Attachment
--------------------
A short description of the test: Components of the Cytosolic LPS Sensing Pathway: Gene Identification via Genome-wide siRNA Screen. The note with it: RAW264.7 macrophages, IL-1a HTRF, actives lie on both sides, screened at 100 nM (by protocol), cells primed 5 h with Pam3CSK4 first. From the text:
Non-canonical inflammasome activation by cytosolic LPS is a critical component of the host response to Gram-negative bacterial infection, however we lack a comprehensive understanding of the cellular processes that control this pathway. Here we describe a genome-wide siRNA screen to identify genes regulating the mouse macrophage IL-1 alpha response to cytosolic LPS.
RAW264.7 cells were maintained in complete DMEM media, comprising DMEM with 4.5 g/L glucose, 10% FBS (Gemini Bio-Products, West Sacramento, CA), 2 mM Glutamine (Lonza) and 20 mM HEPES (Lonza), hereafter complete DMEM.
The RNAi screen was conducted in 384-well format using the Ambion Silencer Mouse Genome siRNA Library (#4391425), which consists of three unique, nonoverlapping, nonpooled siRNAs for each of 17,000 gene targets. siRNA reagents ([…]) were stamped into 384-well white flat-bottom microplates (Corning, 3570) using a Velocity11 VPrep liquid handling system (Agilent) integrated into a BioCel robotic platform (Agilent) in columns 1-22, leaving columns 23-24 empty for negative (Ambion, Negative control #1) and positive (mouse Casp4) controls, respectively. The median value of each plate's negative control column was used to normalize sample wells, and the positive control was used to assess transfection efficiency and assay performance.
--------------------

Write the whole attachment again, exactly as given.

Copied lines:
A short description of the test: Components of the Cytosolic LPS Sensing Pathway: Gene Identification via Genome-wide siRNA Screen. The note with it: RAW264.7 macrophages, IL-1a HTRF, actives lie on both sides, screened at 100 nM (by protocol), cells primed 5 h with Pam3CSK4 first. From the text:
Non-canonical inflammasome activation by cytosolic LPS is a critical component of the host response to Gram-negative bacterial infection, however we lack a comprehensive understanding of the cellular processes that control this pathway. Here we describe a genome-wide siRNA screen to identify genes regulating the mouse macrophage IL-1 alpha response to cytosolic LPS.
RAW264.7 cells were maintained in complete DMEM media, comprising DMEM with 4.5 g/L glucose, 10% FBS (Gemini Bio-Products, West Sacramento, CA), 2 mM Glutamine (Lonza) and 20 mM HEPES (Lonza), hereafter complete DMEM.
The RNAi screen was conducted in 384-well format using the Ambion Silencer Mouse Genome siRNA Library (#4391425), which consists of three unique, nonoverlapping, nonpooled siRNAs for each of 17,000 gene targets. siRNA reagents ([…]) were stamped into 384-well white flat-bottom microplates (Corning, 3570) using a Velocity11 VPrep liquid handling system (Agilent) integrated into a BioCel robotic platform (Agilent) in columns 1-22, leaving columns 23-24 empty for negative (Ambion, Negative control #1) and positive (mouse Casp4) controls, respectively. The median value of each plate's negative control column was used to normalize sample wells, and the positive control was used to assess transfection efficiency and assay performance.